1) April means cycling season is in full swing. The spring classics dominate the calendar and May brings us the Amgen Tour of California and the Giro D’italia. It doesn’t get better than that. And don’t forget the women’s tour. If you don’t know Marianne Vos, you should.
2) After our two hour class on Saturday and FTP testing the week before, we’re ready to start anew. The next two months will bring a focus on cadence and breathing.
3) A new focus means a new style of playlist. I had a couple of riders comment on the music last week. I’m appreciative when y’all recognize the shift. This week’s playlist is a three song circuit: interval, sprint, build. The goal is to ask our legs different questions.
4) The idea that you can simply pedal faster because you believe in yourself is nice, but not practical. When you pedal faster, you need more oxygen to supply to your muscles. When you need more oxygen, you heart beats faster to accommodate the increased need. Depending on your level of fitness, you may sustain this elevated performance level. The untrained athlete soon loses their breath and must recover.
5) Our goal is to pedal efficiently. To recruit muscle while pedaling, thus allowing your heart rate to remain at a sustainable level. The idea of using muscle (mass) to generate force is essentially what happens when indoor cyclist’s come out of the saddle. Creating force in the saddle is what cyclists do. As the saying goes, “Eat before you’re hungry. Drink before you’re thirsty. Never stand when you can sit. Never sit when you can lay down.” Conserve energy as you generate effort. The image below shows the muscular make-up of your pedal stroke.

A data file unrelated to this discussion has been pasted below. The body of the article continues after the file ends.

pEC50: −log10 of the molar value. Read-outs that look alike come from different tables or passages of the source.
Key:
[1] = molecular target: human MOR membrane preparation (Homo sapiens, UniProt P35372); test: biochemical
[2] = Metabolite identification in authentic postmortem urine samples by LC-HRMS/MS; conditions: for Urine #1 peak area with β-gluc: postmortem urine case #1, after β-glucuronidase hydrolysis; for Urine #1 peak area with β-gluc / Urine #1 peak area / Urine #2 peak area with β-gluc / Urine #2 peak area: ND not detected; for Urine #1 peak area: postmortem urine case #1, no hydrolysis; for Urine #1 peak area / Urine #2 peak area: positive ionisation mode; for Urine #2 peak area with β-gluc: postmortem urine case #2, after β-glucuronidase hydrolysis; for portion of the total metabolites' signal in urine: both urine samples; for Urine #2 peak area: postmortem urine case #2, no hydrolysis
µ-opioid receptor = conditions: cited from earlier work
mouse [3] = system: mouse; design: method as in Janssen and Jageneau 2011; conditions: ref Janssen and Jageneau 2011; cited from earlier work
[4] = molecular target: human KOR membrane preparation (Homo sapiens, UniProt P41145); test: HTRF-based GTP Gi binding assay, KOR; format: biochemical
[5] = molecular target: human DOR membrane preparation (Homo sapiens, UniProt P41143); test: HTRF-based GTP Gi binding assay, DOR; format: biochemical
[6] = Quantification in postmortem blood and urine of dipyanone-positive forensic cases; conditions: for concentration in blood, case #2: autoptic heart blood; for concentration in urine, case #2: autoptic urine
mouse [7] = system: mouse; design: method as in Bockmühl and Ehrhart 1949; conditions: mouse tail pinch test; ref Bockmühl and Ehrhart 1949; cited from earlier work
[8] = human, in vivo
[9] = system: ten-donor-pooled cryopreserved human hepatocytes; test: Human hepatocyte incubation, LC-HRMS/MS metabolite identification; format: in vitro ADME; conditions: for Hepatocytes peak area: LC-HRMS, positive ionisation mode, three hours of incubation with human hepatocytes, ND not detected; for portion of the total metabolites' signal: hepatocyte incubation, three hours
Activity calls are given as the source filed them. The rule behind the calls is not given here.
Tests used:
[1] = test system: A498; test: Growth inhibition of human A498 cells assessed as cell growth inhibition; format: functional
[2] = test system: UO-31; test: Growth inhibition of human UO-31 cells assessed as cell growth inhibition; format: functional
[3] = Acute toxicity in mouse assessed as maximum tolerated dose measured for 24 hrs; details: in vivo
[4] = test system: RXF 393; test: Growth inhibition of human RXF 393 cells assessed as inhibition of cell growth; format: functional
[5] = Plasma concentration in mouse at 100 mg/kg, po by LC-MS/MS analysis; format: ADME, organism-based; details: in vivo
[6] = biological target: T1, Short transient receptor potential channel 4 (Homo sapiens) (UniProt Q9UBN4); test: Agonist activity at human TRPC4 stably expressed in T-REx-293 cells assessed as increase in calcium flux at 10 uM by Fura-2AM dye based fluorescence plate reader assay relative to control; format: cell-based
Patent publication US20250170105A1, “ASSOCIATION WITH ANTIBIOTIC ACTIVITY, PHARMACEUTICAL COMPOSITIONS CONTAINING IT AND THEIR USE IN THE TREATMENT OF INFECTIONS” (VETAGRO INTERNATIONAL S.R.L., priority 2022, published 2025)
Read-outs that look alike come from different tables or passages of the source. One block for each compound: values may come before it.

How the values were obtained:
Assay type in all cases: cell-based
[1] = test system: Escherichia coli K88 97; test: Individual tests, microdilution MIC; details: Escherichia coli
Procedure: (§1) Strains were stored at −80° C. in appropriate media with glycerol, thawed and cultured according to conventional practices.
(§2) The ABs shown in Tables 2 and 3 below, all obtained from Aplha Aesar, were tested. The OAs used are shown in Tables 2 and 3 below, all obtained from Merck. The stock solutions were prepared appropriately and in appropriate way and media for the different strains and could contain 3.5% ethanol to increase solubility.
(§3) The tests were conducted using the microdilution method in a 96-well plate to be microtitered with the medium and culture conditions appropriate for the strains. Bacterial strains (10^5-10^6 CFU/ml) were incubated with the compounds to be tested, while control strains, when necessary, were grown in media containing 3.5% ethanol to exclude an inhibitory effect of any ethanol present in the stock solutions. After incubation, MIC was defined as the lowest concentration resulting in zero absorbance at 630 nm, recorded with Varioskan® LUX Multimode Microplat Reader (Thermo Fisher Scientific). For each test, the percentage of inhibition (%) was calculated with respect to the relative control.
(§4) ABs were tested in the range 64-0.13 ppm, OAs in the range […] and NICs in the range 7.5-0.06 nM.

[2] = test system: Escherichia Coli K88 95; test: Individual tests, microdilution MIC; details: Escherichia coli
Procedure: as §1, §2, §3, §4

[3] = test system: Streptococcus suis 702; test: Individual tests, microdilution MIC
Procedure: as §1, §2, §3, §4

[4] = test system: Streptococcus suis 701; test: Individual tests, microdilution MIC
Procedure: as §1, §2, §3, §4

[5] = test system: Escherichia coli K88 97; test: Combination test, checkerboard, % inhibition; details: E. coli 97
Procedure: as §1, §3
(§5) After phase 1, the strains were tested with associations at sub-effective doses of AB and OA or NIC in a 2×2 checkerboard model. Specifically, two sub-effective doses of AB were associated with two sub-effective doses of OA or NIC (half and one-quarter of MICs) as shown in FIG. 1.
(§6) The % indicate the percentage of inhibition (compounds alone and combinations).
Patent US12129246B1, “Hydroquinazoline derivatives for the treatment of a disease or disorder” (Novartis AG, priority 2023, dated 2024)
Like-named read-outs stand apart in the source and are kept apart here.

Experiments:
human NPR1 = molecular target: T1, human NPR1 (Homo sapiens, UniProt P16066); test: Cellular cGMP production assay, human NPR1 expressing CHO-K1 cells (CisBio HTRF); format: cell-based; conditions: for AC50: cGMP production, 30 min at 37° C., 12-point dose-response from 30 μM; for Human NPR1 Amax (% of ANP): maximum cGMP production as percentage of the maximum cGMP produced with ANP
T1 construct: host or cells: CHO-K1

6) Preferred cadence has gained steam in the last few years. When pedaling in what I call ‘your happy place’, you can spin the crank faster while reducing the ask from your muscles. Doing so allows for longer efforts without nearing exhaustion. Recent studies suggest cycling cadence is a tradeoff, “The cadence that optimises performance under a variety of conditions experienced by cyclists is likely to be dictated by the trade-off between cycling economy, power output and the development of fatigue. “
7) When indoor cycling first started, cadence was the unifying variable. If you can pedal at the same rate as the rest of the class, you were doing the right well. Only issue, it left out resistance. As computer consoles started showing speed and then watts, riders realized pedaling fast didn’t always give the best results. Putting pressure on the pedals, as shown on the image below, is a central part of cycling.
8) Pedaling stronger assumes you can generate power from muscle and not just leg speed. Working with a personal trainer is a great way to hone your body for improved performance. Investing in yourself is never a bad thing!
9. We transition away from our endurance work of the first part of the year and move into shorter, more powerful efforts. Wondering if you’re pedaling hard enough, check out this story I wrote for Echelon.